United States Senator
October 7, 2009
OPENING STATEMENT OF
SENATOR BENJAMIN L. CARDIN
CONFIRMATION HEARING FOR
BARBARA MILANO KEENAN,
U.S. CIRCUIT JUDGE FOR THE FOURTH CIRCUIT
LAURIE O. ROBINSON, AAG FOR
OFFICE OF JUSTICE PROGRAMS
KETANJI BROWN JACKSON,
MEMBER, U.S. SENTENCING COMMISSION
SENATE JUDICIARY COMMITTEE
October 7, 2009
The Committee will come to order. Let me thank Chairman Leahy for asking me to chair today's hearing.
Today we consider three of President Obama's nominations to the federal bench, Department of Justice, and an independent judicial branch agency.
Our first panel consists of Barbara Milano Keenan to be U.S. Circuit Judge for the Fourth Circuit.
I take a special interest in the 4th Circuit, as it includes my home state of Maryland. In May 2008 I chaired the confirmation hearing for Justice Steven Agee, who also served on the Virginia Supreme Court and was confirmed to be a U.S. Circuit Judge for the Fourth Circuit. In April 2009 I chaired the confirmation hearing for Judge Andre Davis of Maryland, who is currently a federal district judge in Baltimore. He was favorably reported by this committee by a strong bipartisan vote of 16 to 3 in June of 2009, but unfortunately the full Senate has yet to vote on this nomination.
I mention these nominations by way of background for my colleagues, because the Fourth Circuit has one of the highest vacancy rates in the country today. Out of the 15 seats authorized by Congress, 5 are vacant, which means that one-third of the court's seats are now vacant. Our Circuit Courts of Appeals are the final word for most of our civil and criminal litigants, as the Supreme Court only accepts a handful of cases. I hope that President Obama and the Senate move quickly to nominate and confirm qualified candidates for these seats. I also look forward to increasing the diversity of the judges of the Fourth Circuit.
As I evaluate judicial candidates, I use several criteria. First, I believe judicial nominees must have an appreciation for the Constitution and the protections it provides to every American. I believe each nominee much embrace a judicial philosophy that reflects mainstream American values, not narrow ideological interests. I believe a judicial nominee must respect the role and responsibilities of each branch of government. I look for a strong commitment and passion for the continued forward progress of civil rights protections.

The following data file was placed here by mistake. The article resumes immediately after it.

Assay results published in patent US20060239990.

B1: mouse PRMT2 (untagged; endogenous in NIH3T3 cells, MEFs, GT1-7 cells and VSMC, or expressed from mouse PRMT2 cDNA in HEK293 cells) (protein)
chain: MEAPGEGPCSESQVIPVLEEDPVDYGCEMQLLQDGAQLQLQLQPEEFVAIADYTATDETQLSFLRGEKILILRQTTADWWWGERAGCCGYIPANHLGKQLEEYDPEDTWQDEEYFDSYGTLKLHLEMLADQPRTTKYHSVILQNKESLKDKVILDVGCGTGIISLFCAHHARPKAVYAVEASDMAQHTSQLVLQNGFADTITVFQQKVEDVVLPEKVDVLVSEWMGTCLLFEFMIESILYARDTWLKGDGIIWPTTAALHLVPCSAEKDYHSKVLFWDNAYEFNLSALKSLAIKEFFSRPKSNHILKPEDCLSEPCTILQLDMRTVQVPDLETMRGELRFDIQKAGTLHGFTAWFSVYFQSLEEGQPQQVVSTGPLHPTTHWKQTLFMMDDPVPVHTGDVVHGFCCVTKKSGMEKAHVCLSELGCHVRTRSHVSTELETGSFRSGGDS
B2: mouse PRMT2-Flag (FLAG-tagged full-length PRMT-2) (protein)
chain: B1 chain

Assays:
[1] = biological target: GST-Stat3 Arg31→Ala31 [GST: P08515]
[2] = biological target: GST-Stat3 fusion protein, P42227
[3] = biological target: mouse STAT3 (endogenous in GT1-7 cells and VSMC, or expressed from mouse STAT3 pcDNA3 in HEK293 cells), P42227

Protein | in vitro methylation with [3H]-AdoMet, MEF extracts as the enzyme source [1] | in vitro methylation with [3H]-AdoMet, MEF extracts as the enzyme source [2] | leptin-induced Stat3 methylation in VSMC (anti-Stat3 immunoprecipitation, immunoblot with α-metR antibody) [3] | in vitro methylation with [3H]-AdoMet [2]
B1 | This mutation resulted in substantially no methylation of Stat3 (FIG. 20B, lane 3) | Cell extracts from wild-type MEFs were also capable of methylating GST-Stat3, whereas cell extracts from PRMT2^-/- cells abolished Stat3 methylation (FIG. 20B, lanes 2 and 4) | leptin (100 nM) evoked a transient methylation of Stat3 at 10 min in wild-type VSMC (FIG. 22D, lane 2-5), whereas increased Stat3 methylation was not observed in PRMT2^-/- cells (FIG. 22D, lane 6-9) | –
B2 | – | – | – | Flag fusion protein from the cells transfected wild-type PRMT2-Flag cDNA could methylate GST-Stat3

Justice Keenan comes to this committee with an impressive amount of experience. She has served on each of the four levels of the Virginia State courts: General District Court, Circuit Court, Court of Appeals, and Supreme Court. She was admitted to the State Bar of Virginia in 1974. She first took the bench at the age of 29, and fittingly has served for a judge for the last 29 years. Before serving as a judge, she worked as an attorney in private practice and as a local prosecutor.
Justice Keenan has presiding over an impressive amount of cases. She presided over several thousand cases of to judgment as a judge of the General District Court of Fairfax County, Virginia, which includes misdemeanors and smaller civil cases. As a circuit court judge, she presided over 600 cases that proceeded to verdict or judgment, and handled a wide range of criminal and civil cases, including both jury trials and bench trials. Finally, Justice Kennan now serves on the Virginia Supreme Court, a position she has held since 1991. I understand that under Virginia law, Supreme Court Justices serve 12 year-terms, and then must seek reappointment by the state General Assembly. Justice Keenan was unanimously reappointed by the General Assembly.
If confirmed, Justice Keenan would be the first woman from Virginia to serve on the Fourth Circuit. I understand that Judge Keenan has already been breaking down barriers in Virginia, when she became the first female general district court judge, the first female circuit court judge, the first female judge on the Virginia Court of Appeals, and the only second female justice on the Virginia Supreme Court.
Justice Keenan earned her B.A. from Cornell University, her J.D. from the George Washington University Law School, and her L.L.M. from the University Of Virginia School Of Law.
She received a unanimous rating of "well qualified" by the American Bar Association's Standing Committee on the Federal Judiciary, which is their highest rating. I look forward to her introduction by Senators Webb and Warner.
Our second nominee today is Laurie O. Robinson, to be the Assistant Attorney General for the Office of Justice Programs.